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“News from Nowhere” is a group exhibition for Refugee Week curated by award winning artist, Dr Gil Mualem-Doron and produced by the Socially Engaged Art Salon (SEAS). The “Nowhere” from which the exhibition’s “news” arrives is not William Morris’ utopian country but the dystopian places no one would like to find themselves in: from the Mediterranean’s abyss, to the Palestinian occupied territories, from countries still persecuting LGBTQ+ people to countries where xenophobia and racism are still tolerated. 

JUNE 2021.

'Professor Ferreira said: 

“The terrible challenges that LGBTIQ+ refugees face around the world - including in the UK and across Europe - are finally increasingly visible and going up on policy-makers' agendas. There is still much work to be done, however, especially to ensure we have the necessary evidence basis and political environment to allow activists, NGOs, lawyers, decision-makers and MPs to step up their actions in this field. This exhibition contributes to raising awareness on this matter, by showcasing some of the materials, findings and recommendations we produced in our project. '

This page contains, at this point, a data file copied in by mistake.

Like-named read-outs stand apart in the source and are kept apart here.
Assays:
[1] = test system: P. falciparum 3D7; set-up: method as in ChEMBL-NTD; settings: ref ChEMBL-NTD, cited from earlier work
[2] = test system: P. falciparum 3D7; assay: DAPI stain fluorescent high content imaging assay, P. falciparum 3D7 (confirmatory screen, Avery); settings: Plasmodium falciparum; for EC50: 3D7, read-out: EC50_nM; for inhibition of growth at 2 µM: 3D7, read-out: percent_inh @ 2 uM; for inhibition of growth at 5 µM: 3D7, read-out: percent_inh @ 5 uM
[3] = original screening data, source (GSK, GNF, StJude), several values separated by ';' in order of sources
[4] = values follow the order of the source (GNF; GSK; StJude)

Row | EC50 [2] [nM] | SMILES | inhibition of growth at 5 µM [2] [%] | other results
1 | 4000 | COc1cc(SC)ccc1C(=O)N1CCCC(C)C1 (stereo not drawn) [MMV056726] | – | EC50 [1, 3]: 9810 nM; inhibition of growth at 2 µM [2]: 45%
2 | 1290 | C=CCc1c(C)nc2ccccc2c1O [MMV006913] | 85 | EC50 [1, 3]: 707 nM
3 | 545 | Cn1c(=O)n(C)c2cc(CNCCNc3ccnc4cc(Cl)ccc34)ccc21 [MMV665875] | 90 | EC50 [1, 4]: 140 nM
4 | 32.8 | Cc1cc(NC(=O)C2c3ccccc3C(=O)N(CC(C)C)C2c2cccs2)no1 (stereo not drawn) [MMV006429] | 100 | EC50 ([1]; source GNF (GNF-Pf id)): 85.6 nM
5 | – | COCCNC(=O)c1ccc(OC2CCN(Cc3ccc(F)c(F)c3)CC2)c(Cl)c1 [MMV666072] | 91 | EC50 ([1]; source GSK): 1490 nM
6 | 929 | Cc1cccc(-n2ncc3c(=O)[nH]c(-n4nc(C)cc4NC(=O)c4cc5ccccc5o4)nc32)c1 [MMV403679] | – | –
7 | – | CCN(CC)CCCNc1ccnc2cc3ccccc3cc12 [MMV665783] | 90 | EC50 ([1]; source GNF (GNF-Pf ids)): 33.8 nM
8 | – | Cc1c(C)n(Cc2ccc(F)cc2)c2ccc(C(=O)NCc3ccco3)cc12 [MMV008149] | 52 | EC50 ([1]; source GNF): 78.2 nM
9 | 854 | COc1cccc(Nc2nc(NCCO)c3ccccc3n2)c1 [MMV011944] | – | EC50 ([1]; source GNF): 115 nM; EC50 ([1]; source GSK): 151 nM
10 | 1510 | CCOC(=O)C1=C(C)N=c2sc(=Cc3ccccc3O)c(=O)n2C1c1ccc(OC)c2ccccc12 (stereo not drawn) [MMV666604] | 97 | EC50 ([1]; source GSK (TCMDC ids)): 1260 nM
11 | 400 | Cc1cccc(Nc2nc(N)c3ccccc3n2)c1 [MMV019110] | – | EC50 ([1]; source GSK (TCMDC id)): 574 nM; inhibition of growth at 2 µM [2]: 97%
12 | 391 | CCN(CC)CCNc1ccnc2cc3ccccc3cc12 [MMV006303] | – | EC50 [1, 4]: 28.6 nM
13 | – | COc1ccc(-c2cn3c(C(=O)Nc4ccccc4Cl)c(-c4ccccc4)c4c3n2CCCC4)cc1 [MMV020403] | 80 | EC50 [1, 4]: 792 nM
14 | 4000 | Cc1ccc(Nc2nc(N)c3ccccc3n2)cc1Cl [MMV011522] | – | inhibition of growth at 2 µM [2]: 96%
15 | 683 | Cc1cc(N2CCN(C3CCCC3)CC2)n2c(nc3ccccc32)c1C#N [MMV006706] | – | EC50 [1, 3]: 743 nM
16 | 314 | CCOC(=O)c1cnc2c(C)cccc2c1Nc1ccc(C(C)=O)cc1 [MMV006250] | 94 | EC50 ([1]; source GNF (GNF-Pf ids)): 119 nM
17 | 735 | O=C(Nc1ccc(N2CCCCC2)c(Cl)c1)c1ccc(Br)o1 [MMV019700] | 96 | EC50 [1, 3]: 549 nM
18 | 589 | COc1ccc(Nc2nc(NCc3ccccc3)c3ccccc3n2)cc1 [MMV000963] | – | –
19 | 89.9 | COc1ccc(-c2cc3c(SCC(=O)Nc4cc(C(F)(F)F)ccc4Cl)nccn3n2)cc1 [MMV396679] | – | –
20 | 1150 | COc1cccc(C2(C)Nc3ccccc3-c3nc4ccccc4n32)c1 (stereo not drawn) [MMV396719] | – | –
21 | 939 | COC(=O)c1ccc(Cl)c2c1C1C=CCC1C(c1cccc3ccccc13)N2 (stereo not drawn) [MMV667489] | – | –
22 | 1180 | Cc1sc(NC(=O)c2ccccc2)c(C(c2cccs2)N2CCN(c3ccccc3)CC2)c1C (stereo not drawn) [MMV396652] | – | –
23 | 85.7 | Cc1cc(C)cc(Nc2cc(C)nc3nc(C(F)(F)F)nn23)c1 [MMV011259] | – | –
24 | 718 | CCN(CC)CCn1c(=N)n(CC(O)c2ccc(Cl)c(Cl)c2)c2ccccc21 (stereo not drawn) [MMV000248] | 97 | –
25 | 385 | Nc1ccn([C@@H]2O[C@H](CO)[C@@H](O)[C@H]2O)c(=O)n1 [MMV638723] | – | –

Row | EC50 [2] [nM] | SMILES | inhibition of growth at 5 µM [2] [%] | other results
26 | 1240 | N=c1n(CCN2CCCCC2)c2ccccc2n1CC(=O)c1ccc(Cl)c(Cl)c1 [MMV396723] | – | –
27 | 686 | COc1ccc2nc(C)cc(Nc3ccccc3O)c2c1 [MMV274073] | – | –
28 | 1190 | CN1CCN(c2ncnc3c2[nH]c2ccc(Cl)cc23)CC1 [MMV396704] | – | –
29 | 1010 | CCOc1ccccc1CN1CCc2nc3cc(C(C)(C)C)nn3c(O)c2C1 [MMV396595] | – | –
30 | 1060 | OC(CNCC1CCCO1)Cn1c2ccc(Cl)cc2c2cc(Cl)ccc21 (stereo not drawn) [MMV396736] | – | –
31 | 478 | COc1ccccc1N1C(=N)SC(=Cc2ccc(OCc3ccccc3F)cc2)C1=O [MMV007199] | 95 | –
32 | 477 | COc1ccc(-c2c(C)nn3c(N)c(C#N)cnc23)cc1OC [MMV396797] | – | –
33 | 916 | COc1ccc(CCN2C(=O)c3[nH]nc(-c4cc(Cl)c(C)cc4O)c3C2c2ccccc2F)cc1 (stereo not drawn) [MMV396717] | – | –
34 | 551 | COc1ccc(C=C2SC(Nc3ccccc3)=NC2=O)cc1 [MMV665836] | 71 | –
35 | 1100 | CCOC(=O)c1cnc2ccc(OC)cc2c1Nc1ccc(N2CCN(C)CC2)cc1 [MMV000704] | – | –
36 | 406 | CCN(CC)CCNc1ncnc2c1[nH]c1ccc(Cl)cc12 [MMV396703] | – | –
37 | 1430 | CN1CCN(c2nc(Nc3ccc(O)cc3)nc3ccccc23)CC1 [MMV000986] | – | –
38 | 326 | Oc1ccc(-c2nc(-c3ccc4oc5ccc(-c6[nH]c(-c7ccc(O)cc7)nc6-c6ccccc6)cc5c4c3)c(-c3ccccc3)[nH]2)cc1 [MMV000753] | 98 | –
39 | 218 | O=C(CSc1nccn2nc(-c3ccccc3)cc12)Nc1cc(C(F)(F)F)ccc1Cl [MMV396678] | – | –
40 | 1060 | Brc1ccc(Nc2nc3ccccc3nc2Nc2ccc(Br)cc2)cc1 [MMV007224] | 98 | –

'Walking through Brighton’s North Laine, if you look into one of the windows of the new LGBTQ+ Ledward Centre on Jubilee Street you’ll be confronted with Boris Johnson’s face staring out from the bum of Leonardo de Vinci’s drawing of The Proportions of the Human Body According to Vitruvius.'

'We are mightily impressed by Socially Engaged Art Salon (SEAS) in Brighton. They have an amazing #SanctuartyinArts event at the end of the month as well as an open call for artists with lived experience of seeking sanctuary to their Creative Therapy Spaces.'



This exhibition starts with an invitation - an invitation to face an Other without seeing. To welcome an Other without knowing. Because the face of the Other always hides. It is a mask  that conceals the irreducible difference or Otherness. 

Featuring photography, illustration and collage, the works in this exhibition deal with degrees of visibility. These works highlight social and political issues and yet others question the politics of visibility itself.